An Olympic gold medal!

It was an honor to meet these Olympians, and I thank them all for representing our country at the Olympic Games. I am excited for the games in Rio this summer.

Happy Olympic Day!

Camping at a Car Race – Preparing for the 24 Hours of Le Mans

The 24 Hours of Le Mans is the most prestigious endurance car race in the world. Held in mid-June each year, to make the most of long summer days, the race draws hundreds of thousands of spectators to watch cars race around a track that in sections includes local streets in Le Mans, France, for a continuous 24 hours.

We attended the 24 Hours of Le Mans in 2010 with a UK car club. The group stayed in a hotel north of Le Mans, and we used that as our home base for the days leading up to the race. We would car pool or taxi into town or the track to take part in that day’s pre-race activities, then return to our hotel for a multi-course gourmet French dinner. For the race itself, we watched the start and several hours of racing before returning to the hotel for dinner and a shortened night’s sleep. We awoke early on Sunday morning to make our way back to the track for the conclusion of the race.

It was a fun experience, but we also knew that many people say the only way to experience Le Mans is to camp at the track so you can catch all of the action, moving around to different viewing points and watching the cars race as day turns to night and then back to day again.

We decided to return to Le Mans this year when we heard that Ford was returning to Le Mans, marking the 50th Anniversary of when Ford raced at Le Mans and won. We not only decided to return to Le Mans, but we decided to return to Le Mans and camp.

Knowing that it often rains during the race weekend and that the temperatures are cool (50 degrees Fahrenheit at night and in the mid 60s during the day), we were hesitant to commit to camping at the track. Dave’s friend suggested we join the camping area with the Audi Club of North America and Audi Club International. Since Dave is an ACNA member, we decided to try the camping experience, and we sent in a reservation for a camp spot.

How do you camp at a race? Many people traveling from the UK, France and the rest of Europe bring supplies in their cars, or campers and RVs. We were traveling from the US, so we had to bring our gear in our checked luggage and that limited our options.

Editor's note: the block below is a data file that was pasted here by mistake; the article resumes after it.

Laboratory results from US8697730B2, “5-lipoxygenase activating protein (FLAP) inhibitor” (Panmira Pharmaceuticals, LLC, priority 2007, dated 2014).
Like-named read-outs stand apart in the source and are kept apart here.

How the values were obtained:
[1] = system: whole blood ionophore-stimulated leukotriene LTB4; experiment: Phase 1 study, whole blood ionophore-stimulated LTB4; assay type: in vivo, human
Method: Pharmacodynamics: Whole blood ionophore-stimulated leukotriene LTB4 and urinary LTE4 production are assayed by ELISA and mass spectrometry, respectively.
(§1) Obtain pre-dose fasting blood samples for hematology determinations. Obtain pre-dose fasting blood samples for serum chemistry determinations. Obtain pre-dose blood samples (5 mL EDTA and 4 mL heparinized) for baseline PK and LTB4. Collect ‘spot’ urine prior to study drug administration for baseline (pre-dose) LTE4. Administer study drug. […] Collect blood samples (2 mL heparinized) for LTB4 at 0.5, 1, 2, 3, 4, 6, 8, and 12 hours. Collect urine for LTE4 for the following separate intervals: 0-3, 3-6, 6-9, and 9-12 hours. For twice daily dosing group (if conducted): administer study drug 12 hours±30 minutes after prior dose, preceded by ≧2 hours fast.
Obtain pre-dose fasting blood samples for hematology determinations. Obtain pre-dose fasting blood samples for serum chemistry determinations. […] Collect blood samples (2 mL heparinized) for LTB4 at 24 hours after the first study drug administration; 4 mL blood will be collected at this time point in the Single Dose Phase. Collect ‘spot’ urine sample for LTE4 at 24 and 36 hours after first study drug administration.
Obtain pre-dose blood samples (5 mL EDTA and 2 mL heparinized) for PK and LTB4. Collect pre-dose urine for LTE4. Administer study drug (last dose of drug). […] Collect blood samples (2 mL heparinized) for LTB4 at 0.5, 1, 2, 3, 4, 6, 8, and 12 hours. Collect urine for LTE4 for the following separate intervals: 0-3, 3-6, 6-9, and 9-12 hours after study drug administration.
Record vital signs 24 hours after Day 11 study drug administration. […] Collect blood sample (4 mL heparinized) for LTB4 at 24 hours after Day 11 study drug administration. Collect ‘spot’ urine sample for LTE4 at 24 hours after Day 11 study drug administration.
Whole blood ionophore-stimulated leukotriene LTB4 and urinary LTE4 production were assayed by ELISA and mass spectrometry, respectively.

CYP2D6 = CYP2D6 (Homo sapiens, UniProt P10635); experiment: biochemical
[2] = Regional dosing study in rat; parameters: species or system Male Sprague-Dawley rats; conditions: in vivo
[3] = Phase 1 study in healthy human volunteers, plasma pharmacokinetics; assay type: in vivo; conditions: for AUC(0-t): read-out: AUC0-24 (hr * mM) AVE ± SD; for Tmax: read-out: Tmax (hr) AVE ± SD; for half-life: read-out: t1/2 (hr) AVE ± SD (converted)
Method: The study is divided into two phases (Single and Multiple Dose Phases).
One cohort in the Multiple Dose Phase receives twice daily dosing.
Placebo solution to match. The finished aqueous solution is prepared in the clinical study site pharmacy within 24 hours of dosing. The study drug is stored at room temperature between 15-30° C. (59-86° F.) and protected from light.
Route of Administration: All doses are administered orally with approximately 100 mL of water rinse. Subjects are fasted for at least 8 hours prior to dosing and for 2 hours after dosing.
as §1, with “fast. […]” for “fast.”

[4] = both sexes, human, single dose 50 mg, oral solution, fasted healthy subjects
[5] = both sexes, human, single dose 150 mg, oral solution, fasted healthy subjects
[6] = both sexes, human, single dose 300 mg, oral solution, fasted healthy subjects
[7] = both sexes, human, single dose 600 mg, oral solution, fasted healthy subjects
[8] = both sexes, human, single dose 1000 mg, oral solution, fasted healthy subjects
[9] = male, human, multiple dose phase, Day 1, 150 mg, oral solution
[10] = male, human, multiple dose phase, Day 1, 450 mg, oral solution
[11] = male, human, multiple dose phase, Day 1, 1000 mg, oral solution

We already own a small tent from the one time we camped at Sears Point (now Sonoma Raceway) in Northern California. But we didn’t have sleeping bags, sleeping mattresses, rain gear or any of the many other supplies that were recommended. While I was researching what to bring and what to expect, I discovered the Beer Mountain site which bills itself as the, “Home of the Le Mans Survival Guide.” A forum specifically for those traveling to camp at Le Mans, it has ratings on the various camping areas around the track as well as forums where all manner of questions and discussion threads are ongoing about what to bring, how to travel there, where to sit at the start, etc. I registered in order to participate in the forums and found the members very welcoming and knowledgeable. I also searched for blogs or articles written by those that had traveled to Le Mans and camped, and I started a Pinterest board to keep track of the sites I discovered.

As we prepared to travel to France, we set up our tent, rolled out our new sleeping bags and “tested” them both outside and in the house. While I found a more compact sleeping bag, we decided to keep the Marmot bags we purchased on sale at REI that are rated for 45ºF. We opted for a basic sleeping mattress, and we are bringing painters plastic sheets to use as a tent footprint and also inside the tent in case there is a rain deluge.

 

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The tent set up – it stands! We’re not sure how waterproof it is though.

LeMans Kiera tent sleep

The sleeping bag in the tent. The tent will fit our two bags and not much else.

I kept scouring the Beer Mountain site, visiting local sporting goods stores, searching on Amazon.com and talking to Dave’s friend Dave (who is also traveling to Le Mans and will camp with ACNA too) for the best supplies to purchase. Part of our dilemma is that we are not campers, so we had to weigh purchasing top quality gear that we might only use once versus the high cost of the gear versus keeping warm and dry and comfortable while camping for four nights.

LeMans Dave forehead

Dave testing the mummy-style sleeping bag by zipping it all the way to his head.